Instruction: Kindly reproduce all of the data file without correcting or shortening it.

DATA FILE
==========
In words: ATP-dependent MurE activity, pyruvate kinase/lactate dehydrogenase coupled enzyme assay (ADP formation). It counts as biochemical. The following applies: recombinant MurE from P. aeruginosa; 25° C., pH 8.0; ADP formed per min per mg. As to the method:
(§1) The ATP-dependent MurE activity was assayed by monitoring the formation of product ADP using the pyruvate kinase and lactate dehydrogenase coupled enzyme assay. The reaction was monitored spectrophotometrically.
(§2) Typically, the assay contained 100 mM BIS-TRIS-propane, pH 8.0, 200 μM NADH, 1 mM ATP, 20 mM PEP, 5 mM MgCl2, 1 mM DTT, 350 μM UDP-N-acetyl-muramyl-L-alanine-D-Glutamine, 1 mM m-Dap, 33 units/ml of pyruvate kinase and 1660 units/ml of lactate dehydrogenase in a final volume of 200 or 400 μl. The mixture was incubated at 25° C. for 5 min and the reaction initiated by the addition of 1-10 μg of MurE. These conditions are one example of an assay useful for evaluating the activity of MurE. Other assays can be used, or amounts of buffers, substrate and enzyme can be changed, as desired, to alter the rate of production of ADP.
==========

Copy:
In words: ATP-dependent MurE activity, pyruvate kinase/lactate dehydrogenase coupled enzyme assay (ADP formation). It counts as biochemical. The following applies: recombinant MurE from P. aeruginosa; 25° C., pH 8.0; ADP formed per min per mg. As to the method:
(§1) The ATP-dependent MurE activity was assayed by monitoring the formation of product ADP using the pyruvate kinase and lactate dehydrogenase coupled enzyme assay. The reaction was monitored spectrophotometrically.
(§2) Typically, the assay contained 100 mM BIS-TRIS-propane, pH 8.0, 200 μM NADH, 1 mM ATP, 20 mM PEP, 5 mM MgCl2, 1 mM DTT, 350 μM UDP-N-acetyl-muramyl-L-alanine-D-Glutamine, 1 mM m-Dap, 33 units/ml of pyruvate kinase and 1660 units/ml of lactate dehydrogenase in a final volume of 200 or 400 μl. The mixture was incubated at 25° C. for 5 min and the reaction initiated by the addition of 1-10 μg of MurE. These conditions are one example of an assay useful for evaluating the activity of MurE. Other assays can be used, or amounts of buffers, substrate and enzyme can be changed, as desired, to alter the rate of production of ADP.